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  1. http://bellator.com/articles/ed-ruth-signing BELLATOR MMA SIGNS ONE OF THE MOST DOMINANT COLLEGE WRESTLERS OF ALL-TIME, OLYMPIC CONTENDER ED RUTH Monday, 05-11-2015 SANTA MONICA, Calif. (May 11, 2015) – Bellator MMA is proud to announce the signing of one of mixed martial art’s most sought-after prospects, Ed Ruth. A dominant and decorated collegiate wrestler, Ruth joins Bellator MMA with an exclusive, multi-fight deal. The 25-year-old’s focus is currently set on the 2016 Olympic Games in Rio, where the general consensus is that he will be a shoo-in to compete in the 86kg. division. "I've known for a long time now that after I get Olympic gold around my neck, I was going to go get some MMA gold for my waist,” said the phenom Ruth. “I've been talking with all the major organizations, and at the end of the day, I really believe in what Scott Coker is doing with Bellator. They're signing the top talent, they're putting on exciting fights, and they're letting me secure my own sponsors. It will be a little while until I step into the cage for the first time -- but when I do, everyone they put in front of me is in for a world of hurt." Ruth attended High School at Blair Academy in Susquehanna Township, PA, where he was the top-ranked recruit in Nation for his weight class. Ruth would elect to stay local and attend wrestling powerhouse Penn State University. The masterful grappler added three National Championships and four All-American accolades to his trophy room while wrestling with the Penn State University’s Nittany Lions. The three-time national champion joins blue-chip amateur wrestling prospect Aaron Pico on the roster. Both competitors will turn their focus to MMA following the Olympic Games next year. When the time comes, Ruth will be competing in Bellator’s middleweight division alongside current title-holder Brandon Halsey, Kendall Grove, Rafael Carvalho, Joe Schilling, Alexander Shlemenko,Melvin Manhoef, amongst others.
  2. https://twitter.com/SixGunGibson/status/542531196480024576/photo/1 http://instagram.com/p/wag5OssDJa/?modal=true http://instagram.com/p/waiZBosDP5/?modal=true http://instagram.com/p/wciuR3sDB2/?modal=true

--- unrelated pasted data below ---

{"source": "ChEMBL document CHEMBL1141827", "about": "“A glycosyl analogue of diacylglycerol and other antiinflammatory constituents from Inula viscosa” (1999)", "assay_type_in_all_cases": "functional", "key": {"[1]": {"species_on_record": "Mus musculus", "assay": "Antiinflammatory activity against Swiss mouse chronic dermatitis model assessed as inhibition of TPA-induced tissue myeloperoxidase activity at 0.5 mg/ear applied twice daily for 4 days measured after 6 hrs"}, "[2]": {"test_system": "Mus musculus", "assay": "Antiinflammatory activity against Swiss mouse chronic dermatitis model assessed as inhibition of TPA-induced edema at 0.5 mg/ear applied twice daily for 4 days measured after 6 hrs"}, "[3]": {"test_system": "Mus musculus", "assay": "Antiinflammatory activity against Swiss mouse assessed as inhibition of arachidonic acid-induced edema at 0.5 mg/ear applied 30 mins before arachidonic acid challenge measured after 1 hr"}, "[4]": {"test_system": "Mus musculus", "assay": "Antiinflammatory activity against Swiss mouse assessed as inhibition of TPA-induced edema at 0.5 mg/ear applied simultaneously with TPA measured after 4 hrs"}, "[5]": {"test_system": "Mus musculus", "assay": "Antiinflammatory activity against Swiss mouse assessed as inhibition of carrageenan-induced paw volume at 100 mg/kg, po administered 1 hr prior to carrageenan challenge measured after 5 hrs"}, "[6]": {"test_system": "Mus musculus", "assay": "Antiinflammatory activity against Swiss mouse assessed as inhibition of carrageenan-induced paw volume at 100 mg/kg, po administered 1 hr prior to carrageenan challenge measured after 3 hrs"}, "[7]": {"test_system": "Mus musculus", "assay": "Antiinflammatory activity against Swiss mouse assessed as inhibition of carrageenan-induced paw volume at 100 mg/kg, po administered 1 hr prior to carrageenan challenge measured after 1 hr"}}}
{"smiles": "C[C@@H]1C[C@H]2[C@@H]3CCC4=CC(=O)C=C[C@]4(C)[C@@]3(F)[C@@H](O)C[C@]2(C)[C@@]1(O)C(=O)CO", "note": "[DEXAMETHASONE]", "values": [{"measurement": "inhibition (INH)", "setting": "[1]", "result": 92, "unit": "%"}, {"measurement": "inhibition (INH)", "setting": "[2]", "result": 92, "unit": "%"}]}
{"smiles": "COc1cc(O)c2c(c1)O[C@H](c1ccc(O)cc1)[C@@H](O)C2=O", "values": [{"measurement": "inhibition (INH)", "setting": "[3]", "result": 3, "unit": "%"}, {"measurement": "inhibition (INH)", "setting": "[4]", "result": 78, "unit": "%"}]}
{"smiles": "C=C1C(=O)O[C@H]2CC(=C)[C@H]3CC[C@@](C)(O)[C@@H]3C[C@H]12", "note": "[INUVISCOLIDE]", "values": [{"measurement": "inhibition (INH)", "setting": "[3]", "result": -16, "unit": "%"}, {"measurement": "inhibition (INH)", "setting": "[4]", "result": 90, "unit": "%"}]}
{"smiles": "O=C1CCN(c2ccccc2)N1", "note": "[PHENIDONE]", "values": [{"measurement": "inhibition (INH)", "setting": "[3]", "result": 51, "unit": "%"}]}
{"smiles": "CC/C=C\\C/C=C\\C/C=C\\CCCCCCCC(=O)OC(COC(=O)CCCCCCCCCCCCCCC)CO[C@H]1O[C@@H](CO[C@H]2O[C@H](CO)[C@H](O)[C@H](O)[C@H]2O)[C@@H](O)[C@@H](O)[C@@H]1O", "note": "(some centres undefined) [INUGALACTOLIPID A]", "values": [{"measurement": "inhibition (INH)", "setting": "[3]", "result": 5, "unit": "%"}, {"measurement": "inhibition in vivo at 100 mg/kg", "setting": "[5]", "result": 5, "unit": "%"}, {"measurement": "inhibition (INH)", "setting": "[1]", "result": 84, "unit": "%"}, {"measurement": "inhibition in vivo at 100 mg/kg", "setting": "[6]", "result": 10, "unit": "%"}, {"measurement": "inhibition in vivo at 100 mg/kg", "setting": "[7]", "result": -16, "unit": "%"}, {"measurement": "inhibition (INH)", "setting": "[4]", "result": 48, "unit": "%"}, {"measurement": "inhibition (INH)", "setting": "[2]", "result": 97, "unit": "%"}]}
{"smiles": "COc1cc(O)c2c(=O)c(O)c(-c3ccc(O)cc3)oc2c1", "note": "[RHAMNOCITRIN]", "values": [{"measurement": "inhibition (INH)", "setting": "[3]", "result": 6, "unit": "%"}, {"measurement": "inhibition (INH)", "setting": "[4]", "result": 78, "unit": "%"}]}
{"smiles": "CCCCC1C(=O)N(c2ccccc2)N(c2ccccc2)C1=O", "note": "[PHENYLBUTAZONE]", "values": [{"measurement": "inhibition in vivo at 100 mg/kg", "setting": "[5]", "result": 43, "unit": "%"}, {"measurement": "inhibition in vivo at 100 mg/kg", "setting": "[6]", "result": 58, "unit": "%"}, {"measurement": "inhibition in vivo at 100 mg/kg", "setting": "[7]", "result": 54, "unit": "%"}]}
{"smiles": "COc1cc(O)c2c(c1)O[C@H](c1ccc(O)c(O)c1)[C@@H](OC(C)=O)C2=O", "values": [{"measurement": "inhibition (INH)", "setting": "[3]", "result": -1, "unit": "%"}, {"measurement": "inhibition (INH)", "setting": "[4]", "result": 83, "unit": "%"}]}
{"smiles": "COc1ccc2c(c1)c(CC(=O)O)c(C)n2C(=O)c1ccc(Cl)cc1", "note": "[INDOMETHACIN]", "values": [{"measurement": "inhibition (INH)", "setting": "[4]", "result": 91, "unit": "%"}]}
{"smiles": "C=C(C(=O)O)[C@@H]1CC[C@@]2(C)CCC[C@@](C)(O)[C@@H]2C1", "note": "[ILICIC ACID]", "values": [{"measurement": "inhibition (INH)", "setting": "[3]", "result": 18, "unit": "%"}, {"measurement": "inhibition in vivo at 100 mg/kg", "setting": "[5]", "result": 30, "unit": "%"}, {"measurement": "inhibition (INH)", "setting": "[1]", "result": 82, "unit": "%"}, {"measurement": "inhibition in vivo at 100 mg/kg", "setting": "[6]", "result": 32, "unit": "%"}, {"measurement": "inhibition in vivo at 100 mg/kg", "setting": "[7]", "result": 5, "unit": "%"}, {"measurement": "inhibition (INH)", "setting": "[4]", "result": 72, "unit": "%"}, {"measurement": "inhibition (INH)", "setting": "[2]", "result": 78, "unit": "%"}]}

3. It seems to me that many people believe that it's extremely easy to lead a highly ranked HS wrestler to an ncaa title. So easy, that they don't feel a coach really deserves credit for the kids success. For example, I've talked to a few that believed that Cael's coaching abilities should not be judged on what he does with guys like Ruth and Taylor, rather he should be judged on what he does with guys like Conaway, Vollrath, and English. I disagree with this. Imo, the job that Cael did with Ruth and Taylor is superior to the job he did with English. Ruth's 3 ncaa titles, and Taylor's 2 ncaa titles trump English's one low AA finish. I read a post from another thread earlier that made me think of starting this thread, here's the relevant portion: "If I can send kids like Steve Bosak to your school, who never won a state title, and you as a coach have a program to foster the kid's ability to 3 time AA and National Champ then you are a great coach". I believe that coaching Kyle Dake to 4 ncaa titles is Koll's best work. That's superior to taking Bosak to 3 AA's and an ncaa title to me. I guess my major point is that I think coaches should get more credit for taking their "studs" to the promised land than they currently get. I don't believe that it's a given that guys like Dake, Ruth, and Taylor would have been as successful anywhere they went. The belief that these kids would have won just as much anywhere else is not uncommon. Last season, I argued that Cael's job with Ruth and Taylor was superior to what Flynn did with Port and Schopp. (the context was ncaa coach of the year) I was called crazy for it, but I never got a clear answer as to why. I don't know why I should automatically believe that taking a good HS wrestler to 5th place is better than taking a great HS wrestler to the ncaa title. I'd like to hear everyone's thoughts. Should we give coaches more credit for taking the elite HS wrestlers to ncaa success?
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